Bridging the Urban-Rural-Natural Landscape Divide
How might we use cross-landscape thinking and decision-making to protect and enhance the resources that keep societies and natural systems working?
The inter-relationship between urban, rural, and natural systems is often not part of decision-making calculus. Cities rely on agricultural systems for food and natural systems for water, rural regions rely on markets in urban centers and ecosystem services from natural systems, and natural system health and functionality is affected by the decisions made in the other two systems. We are accepting proposals that share examples of cross-landscape thinking and decision-making to protect or enhance the resources that keep societies and natural systems working and celebrate and enhance their interconnectivity.
Adaptation Policy and Governance
How are federal, state, Tribal, territorial, and local governments employing policy solutions to drive adaptation success?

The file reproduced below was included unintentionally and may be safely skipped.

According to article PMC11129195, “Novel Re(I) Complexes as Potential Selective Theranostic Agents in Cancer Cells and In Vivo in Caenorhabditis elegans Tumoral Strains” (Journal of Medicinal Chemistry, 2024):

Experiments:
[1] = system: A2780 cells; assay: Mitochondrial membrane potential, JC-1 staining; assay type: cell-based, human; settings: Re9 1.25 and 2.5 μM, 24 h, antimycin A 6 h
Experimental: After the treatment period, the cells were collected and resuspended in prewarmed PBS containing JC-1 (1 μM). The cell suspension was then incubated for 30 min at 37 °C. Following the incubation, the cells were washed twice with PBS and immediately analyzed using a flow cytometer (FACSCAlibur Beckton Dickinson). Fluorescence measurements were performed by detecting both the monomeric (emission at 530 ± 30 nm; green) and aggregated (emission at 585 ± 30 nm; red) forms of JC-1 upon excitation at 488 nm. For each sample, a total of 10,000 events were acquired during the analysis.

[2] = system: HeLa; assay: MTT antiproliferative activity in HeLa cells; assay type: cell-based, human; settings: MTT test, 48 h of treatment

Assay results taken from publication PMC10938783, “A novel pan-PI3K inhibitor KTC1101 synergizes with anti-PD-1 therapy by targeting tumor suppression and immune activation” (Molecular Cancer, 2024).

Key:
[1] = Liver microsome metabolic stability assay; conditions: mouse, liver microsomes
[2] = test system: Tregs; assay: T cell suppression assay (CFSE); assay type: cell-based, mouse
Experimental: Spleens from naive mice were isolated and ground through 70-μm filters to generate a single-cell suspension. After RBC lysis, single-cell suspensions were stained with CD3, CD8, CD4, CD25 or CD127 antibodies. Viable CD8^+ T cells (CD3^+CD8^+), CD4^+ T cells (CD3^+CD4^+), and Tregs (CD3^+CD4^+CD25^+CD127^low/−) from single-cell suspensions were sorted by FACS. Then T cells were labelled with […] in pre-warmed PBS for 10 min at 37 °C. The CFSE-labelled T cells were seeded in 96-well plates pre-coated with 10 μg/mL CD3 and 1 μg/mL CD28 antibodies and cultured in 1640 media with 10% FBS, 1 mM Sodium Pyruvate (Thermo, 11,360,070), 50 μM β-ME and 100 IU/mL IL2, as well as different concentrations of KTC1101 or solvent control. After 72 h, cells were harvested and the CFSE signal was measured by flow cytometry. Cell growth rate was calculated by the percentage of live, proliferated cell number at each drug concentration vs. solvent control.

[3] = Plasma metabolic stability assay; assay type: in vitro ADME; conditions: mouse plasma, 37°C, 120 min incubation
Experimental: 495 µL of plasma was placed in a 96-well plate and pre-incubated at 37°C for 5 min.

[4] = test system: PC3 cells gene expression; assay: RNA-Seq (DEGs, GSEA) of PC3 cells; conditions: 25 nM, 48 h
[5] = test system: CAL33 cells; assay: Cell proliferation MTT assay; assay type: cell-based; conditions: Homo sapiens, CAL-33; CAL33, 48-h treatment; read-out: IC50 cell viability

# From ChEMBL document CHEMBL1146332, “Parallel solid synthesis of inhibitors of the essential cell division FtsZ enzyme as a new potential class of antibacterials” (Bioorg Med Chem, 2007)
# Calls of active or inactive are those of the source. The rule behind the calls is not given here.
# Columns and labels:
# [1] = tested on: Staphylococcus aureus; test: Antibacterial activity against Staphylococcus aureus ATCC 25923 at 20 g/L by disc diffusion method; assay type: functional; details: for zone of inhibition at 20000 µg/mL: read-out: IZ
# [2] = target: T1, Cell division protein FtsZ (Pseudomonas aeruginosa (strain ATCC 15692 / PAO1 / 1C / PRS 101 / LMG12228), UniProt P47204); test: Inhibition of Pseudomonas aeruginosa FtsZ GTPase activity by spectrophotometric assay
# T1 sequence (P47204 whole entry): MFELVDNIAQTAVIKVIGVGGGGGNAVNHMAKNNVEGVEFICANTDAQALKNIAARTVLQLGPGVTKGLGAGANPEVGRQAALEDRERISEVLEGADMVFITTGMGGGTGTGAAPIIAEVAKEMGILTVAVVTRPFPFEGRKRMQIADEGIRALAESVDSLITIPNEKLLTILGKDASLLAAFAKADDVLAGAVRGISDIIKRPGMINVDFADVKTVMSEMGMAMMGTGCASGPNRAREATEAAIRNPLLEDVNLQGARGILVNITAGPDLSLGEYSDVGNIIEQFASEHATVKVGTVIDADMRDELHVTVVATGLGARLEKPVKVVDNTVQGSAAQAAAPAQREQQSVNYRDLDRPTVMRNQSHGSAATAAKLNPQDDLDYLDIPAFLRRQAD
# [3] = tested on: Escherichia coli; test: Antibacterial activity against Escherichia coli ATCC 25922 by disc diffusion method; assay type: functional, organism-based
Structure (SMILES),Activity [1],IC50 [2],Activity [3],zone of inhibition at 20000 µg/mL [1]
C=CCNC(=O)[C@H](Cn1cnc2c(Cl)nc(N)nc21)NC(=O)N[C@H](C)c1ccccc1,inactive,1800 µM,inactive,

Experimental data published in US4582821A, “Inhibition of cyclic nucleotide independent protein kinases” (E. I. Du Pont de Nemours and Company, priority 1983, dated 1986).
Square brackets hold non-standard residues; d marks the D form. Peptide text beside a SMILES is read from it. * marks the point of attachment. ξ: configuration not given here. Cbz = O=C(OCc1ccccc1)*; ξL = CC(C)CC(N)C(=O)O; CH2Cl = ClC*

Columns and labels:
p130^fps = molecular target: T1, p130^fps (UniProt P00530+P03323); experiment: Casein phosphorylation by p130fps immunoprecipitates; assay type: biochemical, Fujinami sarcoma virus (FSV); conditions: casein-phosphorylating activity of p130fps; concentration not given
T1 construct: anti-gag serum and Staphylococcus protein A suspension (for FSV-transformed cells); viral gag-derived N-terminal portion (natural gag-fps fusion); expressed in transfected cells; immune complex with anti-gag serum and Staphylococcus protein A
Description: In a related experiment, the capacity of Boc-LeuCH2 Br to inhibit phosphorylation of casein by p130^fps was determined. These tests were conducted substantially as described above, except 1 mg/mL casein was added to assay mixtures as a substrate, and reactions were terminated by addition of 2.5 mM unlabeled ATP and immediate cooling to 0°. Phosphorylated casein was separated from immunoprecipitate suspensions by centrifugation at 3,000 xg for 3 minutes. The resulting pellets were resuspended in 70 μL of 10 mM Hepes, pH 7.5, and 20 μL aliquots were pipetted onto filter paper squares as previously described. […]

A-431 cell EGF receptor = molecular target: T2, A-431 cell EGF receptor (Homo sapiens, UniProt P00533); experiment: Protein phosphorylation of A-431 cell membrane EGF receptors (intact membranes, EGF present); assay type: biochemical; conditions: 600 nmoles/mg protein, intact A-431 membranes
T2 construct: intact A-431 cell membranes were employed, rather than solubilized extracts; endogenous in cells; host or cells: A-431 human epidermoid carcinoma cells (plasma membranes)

This session strives to broaden the discussion around policies at the federal, Tribal, state, and local level to advance equitable policies to ensure communities are ready for the impacts of climate change. We are accepting proposals that specifically address the American Society of Adaptation Professionals’ six policy priorities. Presenters should plan to address at least one of the policy priorities and at least one of the following questions:
- How well is the recent surge in funding from Congress being implemented and what lessons have we learned to inform future investments?
- What are the greatest barriers to adaptation and at what levels of governance? Are there structural reasons that create these barriers?
- How can we more effectively and equitably connect the dots between broad federal policy action/funding and the needs of climate-impacted communities?
- What are the policy roadblocks for equitable advancement of adaptation?
- What are the tools being used to develop adaptation strategies and how are these tools being applied to develop policy recommendations?
While this session will focus on policy development and implementation within the U.S., international examples, perspectives, and connections are welcome.